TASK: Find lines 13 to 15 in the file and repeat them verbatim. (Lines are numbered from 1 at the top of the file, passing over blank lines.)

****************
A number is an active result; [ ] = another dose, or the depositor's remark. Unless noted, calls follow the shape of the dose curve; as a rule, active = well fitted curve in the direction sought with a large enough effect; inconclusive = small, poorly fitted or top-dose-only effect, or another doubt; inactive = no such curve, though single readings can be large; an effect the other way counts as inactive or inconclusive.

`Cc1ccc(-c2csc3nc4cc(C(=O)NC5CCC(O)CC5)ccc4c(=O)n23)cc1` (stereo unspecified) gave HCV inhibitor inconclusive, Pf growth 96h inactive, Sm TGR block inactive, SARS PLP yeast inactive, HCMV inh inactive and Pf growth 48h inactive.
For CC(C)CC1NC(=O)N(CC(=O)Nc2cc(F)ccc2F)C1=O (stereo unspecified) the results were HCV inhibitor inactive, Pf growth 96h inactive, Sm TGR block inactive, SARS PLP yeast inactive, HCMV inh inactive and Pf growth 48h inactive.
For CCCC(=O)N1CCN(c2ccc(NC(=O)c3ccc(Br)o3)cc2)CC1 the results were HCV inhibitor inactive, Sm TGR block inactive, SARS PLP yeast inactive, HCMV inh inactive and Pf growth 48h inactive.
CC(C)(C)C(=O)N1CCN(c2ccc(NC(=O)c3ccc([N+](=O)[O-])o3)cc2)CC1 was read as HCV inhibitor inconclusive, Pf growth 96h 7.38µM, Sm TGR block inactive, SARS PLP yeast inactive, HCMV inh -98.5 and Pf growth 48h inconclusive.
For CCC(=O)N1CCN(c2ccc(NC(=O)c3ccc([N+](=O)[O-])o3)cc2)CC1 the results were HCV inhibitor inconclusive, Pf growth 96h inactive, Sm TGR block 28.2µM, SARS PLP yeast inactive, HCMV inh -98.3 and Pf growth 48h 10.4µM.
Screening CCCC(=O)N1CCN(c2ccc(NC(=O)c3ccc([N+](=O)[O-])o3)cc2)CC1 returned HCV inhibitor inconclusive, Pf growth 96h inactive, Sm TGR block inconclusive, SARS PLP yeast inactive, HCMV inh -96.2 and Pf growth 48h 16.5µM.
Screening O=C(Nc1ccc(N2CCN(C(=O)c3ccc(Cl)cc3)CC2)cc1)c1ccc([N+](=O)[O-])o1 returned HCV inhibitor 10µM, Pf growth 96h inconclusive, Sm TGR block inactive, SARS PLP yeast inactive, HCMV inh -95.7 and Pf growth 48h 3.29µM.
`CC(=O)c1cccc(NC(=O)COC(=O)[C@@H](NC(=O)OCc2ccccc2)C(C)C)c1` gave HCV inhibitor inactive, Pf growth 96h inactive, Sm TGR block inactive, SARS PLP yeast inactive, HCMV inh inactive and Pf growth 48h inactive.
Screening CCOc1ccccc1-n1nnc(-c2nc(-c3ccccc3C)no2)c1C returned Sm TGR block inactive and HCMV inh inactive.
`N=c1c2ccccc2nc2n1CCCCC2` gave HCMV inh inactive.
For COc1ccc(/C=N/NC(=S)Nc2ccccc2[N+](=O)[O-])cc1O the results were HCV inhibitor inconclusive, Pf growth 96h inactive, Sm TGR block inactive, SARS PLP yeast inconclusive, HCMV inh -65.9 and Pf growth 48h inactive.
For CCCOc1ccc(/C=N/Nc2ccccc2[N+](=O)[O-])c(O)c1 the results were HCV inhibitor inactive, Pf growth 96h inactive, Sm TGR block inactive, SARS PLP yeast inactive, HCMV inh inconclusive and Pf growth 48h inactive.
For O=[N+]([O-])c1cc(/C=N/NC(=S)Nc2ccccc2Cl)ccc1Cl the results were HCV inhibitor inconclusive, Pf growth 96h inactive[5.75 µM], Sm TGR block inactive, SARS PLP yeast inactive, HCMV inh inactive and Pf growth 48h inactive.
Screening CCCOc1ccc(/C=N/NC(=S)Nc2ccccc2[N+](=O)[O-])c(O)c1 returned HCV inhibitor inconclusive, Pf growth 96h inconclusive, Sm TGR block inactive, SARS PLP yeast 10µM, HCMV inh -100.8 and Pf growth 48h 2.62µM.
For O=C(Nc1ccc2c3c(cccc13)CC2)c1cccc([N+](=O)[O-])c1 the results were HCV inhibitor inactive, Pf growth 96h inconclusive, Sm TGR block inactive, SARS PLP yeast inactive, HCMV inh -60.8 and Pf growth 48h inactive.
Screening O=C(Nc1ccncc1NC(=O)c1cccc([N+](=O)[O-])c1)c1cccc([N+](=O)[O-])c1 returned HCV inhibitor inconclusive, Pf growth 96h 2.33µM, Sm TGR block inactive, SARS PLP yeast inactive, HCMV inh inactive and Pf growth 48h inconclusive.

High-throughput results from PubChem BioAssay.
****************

For CCCOc1ccc(/C=N/Nc2ccccc2[N+](=O)[O-])c(O)c1 the results were HCV inhibitor inactive, Pf growth 96h inactive, Sm TGR block inactive, SARS PLP yeast inactive, HCMV inh inconclusive and Pf growth 48h inactive.
For O=[N+]([O-])c1cc(/C=N/NC(=S)Nc2ccccc2Cl)ccc1Cl the results were HCV inhibitor inconclusive, Pf growth 96h inactive[5.75 µM], Sm TGR block inactive, SARS PLP yeast inactive, HCMV inh inactive and Pf growth 48h inactive.
Screening CCCOc1ccc(/C=N/NC(=S)Nc2ccccc2[N+](=O)[O-])c(O)c1 returned HCV inhibitor inconclusive, Pf growth 96h inconclusive, Sm TGR block inactive, SARS PLP yeast 10µM, HCMV inh -100.8 and Pf growth 48h 2.62µM.